COMPLETE! Entered into SurLaLune Database in August 2018 with all known ATU Classifications. Only the Introduction and Folktales from this book have been included.

Fetich in Folk-Lore (Introduction to Section)

THE telling of Folk-lore Tales amounts, with the African Negro, almost to a passion. By day, both men and women have their manual occupations, or, even if idling, pass the time in sleep or gossip; but at night, particularly with moonlight, if there be on hand no dances, either of fetich-worship or of mere amusement, some story-teller is asked to recite. All know the tales, but not all can recite them dramatically. The audience never wearies of repetition. The skilful story-teller in Africa occupies in the community the place filled in civilization by the actor or concert-singer.

               This is true all over Africa. In any one region there are certain tales common to all the tribes in that region. But almost every tribe will have tales distinctive to it. It is part of native courtesy to ask a visitor to contribute his local story to the amusement of the evening.

               Some of these tales are probably of ancient origin, as to their plot and their characters. I am disposed to give the folk-lore of Africa a very ancient origin. Ethnology and philology trace the Bantu stream from the northeast, not by a straight line diagonally to the southwest, but the stream, starting with an infusion of Hamitic (and perhaps Caucasian) blood in the Nubian provinces, flowed south to the Cape, and then, turning on itself, flowed northwestward until it lost itself at the Bight of Benin. That blood gave to the Bantu features more delicate than those of the northern Guinea Negro.

               That stream, as it flowed, carried with it arts, thoughts, plants, and animals from the south of Egypt. The bellows used in every village smithy on the West Coast is the same as is depicted on Egyptian monuments. The great personages mentioned as "kings" are probably semi-deified ancestors, or are even confounded with the Creator. It may not be only a coincidence that the ancient Egyptian word "Ra" exists in west equatorial tribes (contracted from "rera" = my father) with its meaning of "Lord," "Master," "Sir." In these tales the name Ra-Mborakinda is used interchangeably with the Divine Name, Ra-Nyambe.

               But it is true that a doubt can be raised against the antiquity of some of the tales, in which are introduced words, e. g., "cannon," "pistol," articles not known to the African until comparatively modern times. And in the case of a few, such as No. V., the origin is in all probability modern. In No. V. the reader at once turns in thought to "Ali Baba and the Forty Thieves." There the internal evidence is positive, either that the story was heard long ago from Arabs (or perhaps within the last hundred years from some foreigner), or there may have been an original African story, to which modern narrators have attached incidents of Ali Baba which they have overheard within the last fifty years from some white trader or educated Sierra-Leonian.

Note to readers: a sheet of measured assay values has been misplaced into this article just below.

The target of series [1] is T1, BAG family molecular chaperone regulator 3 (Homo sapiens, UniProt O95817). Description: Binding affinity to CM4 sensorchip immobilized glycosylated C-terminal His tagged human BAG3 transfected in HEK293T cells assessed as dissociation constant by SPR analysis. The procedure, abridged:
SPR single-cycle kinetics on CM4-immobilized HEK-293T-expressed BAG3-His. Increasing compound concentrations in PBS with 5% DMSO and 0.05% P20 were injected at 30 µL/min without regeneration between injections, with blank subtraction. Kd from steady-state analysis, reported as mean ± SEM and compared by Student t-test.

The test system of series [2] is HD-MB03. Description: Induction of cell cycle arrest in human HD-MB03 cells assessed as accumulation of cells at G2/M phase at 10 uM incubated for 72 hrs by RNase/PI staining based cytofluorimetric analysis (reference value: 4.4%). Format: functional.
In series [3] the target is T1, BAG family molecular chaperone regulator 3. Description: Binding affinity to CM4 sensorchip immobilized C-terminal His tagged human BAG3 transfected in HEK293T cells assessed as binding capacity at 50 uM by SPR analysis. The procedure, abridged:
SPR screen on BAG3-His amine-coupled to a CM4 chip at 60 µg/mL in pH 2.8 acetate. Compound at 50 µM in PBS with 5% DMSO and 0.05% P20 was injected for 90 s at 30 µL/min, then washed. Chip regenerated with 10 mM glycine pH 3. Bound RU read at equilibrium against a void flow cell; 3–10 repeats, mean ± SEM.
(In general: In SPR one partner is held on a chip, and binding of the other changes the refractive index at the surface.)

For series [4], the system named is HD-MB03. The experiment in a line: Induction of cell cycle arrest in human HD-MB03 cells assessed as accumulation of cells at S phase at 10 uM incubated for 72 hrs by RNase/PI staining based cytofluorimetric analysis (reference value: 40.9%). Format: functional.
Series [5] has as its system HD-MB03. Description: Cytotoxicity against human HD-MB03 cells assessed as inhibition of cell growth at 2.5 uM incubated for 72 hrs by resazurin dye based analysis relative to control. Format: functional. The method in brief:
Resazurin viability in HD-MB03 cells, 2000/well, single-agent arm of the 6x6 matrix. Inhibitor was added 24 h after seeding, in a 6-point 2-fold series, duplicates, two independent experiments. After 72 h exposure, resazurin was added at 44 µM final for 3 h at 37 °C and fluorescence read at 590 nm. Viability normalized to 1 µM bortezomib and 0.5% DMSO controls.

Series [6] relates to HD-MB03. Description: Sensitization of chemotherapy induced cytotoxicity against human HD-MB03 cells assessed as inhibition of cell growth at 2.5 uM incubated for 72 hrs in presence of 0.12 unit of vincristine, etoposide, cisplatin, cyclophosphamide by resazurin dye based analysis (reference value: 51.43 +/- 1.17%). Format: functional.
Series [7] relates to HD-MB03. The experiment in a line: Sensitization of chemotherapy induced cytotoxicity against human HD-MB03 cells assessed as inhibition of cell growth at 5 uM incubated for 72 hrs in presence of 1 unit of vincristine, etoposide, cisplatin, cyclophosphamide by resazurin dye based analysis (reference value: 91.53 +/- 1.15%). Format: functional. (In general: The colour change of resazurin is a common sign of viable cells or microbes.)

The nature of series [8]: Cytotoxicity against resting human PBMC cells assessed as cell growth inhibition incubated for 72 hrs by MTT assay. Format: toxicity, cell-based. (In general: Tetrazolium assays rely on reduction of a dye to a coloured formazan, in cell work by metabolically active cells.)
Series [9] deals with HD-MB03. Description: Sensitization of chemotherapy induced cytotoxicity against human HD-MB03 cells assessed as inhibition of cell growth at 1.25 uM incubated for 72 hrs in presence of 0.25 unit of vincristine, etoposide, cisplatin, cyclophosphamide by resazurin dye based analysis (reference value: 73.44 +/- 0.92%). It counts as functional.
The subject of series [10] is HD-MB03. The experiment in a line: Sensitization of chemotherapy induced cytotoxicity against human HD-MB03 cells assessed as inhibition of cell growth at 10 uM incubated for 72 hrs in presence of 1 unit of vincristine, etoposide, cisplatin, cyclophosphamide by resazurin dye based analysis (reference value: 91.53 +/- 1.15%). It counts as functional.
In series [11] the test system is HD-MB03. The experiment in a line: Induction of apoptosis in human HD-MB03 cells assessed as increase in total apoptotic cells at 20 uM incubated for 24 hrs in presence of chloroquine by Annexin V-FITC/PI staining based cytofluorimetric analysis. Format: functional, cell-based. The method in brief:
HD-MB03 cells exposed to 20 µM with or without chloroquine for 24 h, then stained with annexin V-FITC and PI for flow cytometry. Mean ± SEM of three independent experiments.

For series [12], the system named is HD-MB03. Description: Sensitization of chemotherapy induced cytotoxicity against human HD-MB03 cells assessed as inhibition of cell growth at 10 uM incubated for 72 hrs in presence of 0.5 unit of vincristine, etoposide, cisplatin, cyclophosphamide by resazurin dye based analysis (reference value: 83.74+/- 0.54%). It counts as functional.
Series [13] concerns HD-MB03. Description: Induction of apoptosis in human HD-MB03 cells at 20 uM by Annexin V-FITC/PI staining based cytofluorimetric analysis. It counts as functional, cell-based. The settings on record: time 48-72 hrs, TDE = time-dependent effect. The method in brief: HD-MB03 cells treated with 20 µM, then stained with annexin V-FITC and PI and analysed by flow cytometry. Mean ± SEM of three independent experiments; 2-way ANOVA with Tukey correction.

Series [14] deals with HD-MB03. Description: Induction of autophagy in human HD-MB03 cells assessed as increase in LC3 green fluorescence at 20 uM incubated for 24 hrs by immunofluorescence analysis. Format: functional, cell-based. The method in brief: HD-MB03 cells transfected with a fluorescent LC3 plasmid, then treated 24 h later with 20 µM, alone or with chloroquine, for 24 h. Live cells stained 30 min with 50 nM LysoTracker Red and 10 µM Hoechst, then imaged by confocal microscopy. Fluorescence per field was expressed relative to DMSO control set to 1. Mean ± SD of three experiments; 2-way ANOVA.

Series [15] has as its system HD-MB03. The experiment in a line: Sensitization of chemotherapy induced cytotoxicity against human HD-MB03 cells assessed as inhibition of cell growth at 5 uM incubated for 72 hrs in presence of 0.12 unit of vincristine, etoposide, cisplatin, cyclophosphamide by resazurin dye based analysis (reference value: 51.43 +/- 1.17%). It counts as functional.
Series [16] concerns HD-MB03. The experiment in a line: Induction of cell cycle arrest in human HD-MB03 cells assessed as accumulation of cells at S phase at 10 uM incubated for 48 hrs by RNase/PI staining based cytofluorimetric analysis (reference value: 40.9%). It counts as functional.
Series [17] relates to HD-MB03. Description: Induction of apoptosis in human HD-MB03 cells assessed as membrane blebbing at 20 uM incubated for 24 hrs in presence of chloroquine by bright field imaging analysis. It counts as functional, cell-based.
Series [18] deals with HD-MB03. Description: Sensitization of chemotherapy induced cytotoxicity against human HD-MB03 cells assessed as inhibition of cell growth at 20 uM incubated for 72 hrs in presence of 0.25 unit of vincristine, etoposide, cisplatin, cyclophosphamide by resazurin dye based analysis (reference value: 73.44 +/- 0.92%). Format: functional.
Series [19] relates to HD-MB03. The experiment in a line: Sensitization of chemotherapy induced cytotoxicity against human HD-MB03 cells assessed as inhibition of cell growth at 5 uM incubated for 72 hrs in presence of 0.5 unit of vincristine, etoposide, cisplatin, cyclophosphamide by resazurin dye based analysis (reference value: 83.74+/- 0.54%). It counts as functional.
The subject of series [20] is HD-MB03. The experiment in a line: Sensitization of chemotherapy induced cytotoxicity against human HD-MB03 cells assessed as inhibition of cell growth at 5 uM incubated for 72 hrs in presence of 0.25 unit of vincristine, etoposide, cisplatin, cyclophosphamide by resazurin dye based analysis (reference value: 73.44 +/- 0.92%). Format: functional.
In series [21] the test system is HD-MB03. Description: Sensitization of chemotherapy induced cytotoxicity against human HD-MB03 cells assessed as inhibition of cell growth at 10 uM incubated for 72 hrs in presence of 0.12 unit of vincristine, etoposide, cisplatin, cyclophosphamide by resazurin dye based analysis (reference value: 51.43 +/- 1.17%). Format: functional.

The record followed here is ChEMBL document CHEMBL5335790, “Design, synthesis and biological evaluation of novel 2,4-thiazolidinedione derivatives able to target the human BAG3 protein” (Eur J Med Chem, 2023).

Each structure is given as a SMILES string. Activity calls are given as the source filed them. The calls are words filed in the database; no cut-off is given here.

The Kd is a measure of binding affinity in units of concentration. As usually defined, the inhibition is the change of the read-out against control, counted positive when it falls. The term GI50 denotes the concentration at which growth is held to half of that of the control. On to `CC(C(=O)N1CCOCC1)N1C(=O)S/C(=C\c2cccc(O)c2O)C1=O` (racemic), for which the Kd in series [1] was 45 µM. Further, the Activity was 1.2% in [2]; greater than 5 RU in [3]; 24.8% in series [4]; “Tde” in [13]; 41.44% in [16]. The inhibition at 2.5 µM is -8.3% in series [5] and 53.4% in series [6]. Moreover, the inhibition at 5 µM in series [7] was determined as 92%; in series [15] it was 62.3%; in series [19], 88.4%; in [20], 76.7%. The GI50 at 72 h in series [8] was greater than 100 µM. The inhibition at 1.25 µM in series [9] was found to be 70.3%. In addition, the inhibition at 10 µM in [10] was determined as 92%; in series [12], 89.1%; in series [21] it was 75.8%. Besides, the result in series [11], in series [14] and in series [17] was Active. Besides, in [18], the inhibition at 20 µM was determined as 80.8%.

But it would not necessarily condemn a tale's claim to antiquity that it had in it modern words. Such words as "gun," "pistol," "stairway," "canvas," and others may be interpolations. It was probably true long ago, as is now the case, that narrators added to or changed words uttered by the characters. Where in the plot some modern weapon is named, long ago it was perhaps a spear, club, or bow and arrow. When Dutch and Portuguese built their forts on the African shore three hundred years ago, some bright narrator could readily have varied the evening's performance by introducing a cannon into the story. Such variations necessarily grew; for the native languages were not crystallized into written ones until the days of the modern missionary.

               In recitation great latitude is allowed as to the time occupied. Brevity is not desired. A story whose outline could be told in ten minutes may be spread over two hours by a vivid use of the speaker's imagination in a minute description of details. A great deal of repetition (after the manner of "This is the house that Jack built") is employed, that would be wearisome to a civilized audience, but is intensely enjoyed by the African, e. g., where the plot calls for the doing of an act for several days in succession, we would say simply, "And the next day he did the same." But the native lover of folk-lore will repeat the same details in the same words for the second and third and even fourth day. In my reporting I have omitted this repetition.

               I have purposely used some native idioms in order to retain local color. African narrators use very short sentences. Africans in many respects are grown-up children. One of their daily recognized idioms finds its exact parallel in the speech of our own children. Listen to a civilized child's animated account of some act. They repeat. The native does so constantly. He is not satisfied, in telling the narrative of a journey, by saying curtly, "I went." His form is, "I went, went, there, there," etc. His dramatic acting keeps up the interest of the audience in the twice-told tale.

Bibliographic Information

Tale Title: Fetich in Folk-Lore (Introduction to Section)
Tale Author/Editor: Nassau, Robert Hamill
Book Title: Fetichism in West Africa
Book Author/Editor: Nassau, Robert Hamill
Publisher: Charles Scribner's Sons
Publication City: New York
Year of Publication: 1904
Country of Origin: West Africa
Classification: Introduction

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